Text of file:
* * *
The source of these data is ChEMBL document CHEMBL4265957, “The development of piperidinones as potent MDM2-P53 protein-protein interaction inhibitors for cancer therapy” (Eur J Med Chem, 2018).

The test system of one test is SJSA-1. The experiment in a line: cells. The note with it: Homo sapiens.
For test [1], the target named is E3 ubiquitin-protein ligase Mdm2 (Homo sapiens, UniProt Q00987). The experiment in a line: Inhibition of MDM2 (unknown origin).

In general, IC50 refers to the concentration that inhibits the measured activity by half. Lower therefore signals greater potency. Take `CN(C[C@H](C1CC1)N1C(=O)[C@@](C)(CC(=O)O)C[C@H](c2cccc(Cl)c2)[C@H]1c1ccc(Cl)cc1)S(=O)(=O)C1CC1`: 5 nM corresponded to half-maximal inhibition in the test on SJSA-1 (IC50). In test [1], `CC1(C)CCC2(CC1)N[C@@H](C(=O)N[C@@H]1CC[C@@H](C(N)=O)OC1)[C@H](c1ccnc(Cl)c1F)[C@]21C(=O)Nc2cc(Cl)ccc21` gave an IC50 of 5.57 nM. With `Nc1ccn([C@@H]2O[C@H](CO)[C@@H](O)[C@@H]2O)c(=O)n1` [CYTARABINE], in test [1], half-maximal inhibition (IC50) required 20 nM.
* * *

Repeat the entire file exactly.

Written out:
The source of these data is ChEMBL document CHEMBL4265957, “The development of piperidinones as potent MDM2-P53 protein-protein interaction inhibitors for cancer therapy” (Eur J Med Chem, 2018).

The test system of one test is SJSA-1. The experiment in a line: cells. The note with it: Homo sapiens.
For test [1], the target named is E3 ubiquitin-protein ligase Mdm2 (Homo sapiens, UniProt Q00987). The experiment in a line: Inhibition of MDM2 (unknown origin).

In general, IC50 refers to the concentration that inhibits the measured activity by half. Lower therefore signals greater potency. Take `CN(C[C@H](C1CC1)N1C(=O)[C@@](C)(CC(=O)O)C[C@H](c2cccc(Cl)c2)[C@H]1c1ccc(Cl)cc1)S(=O)(=O)C1CC1`: 5 nM corresponded to half-maximal inhibition in the test on SJSA-1 (IC50). In test [1], `CC1(C)CCC2(CC1)N[C@@H](C(=O)N[C@@H]1CC[C@@H](C(N)=O)OC1)[C@H](c1ccnc(Cl)c1F)[C@]21C(=O)Nc2cc(Cl)ccc21` gave an IC50 of 5.57 nM. With `Nc1ccn([C@@H]2O[C@H](CO)[C@@H](O)[C@@H]2O)c(=O)n1` [CYTARABINE], in test [1], half-maximal inhibition (IC50) required 20 nM.